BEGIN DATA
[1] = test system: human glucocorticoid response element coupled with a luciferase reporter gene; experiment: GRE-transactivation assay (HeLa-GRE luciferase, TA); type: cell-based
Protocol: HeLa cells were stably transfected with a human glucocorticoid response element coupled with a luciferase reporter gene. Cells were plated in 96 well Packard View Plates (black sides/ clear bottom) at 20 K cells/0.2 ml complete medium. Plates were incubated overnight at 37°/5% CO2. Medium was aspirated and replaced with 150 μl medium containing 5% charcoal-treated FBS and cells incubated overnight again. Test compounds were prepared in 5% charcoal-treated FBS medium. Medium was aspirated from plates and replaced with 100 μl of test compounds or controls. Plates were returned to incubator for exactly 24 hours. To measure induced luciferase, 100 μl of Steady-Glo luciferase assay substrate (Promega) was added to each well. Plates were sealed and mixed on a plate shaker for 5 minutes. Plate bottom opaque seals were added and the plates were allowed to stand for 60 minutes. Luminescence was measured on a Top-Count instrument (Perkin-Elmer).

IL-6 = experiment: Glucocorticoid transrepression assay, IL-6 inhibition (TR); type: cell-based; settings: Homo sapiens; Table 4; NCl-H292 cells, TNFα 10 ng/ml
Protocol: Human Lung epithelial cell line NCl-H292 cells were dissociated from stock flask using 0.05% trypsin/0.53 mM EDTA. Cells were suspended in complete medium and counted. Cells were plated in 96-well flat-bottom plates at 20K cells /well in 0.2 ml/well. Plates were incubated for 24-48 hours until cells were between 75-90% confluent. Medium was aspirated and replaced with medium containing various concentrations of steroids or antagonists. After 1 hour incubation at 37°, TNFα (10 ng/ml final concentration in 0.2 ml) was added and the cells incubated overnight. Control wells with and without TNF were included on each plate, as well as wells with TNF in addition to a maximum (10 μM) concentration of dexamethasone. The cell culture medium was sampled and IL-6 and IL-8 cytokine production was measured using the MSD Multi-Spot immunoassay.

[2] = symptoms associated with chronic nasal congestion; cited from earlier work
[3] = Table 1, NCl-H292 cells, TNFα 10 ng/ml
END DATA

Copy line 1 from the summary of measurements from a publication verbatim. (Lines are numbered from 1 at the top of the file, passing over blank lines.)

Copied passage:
[1] = test system: human glucocorticoid response element coupled with a luciferase reporter gene; experiment: GRE-transactivation assay (HeLa-GRE luciferase, TA); type: cell-based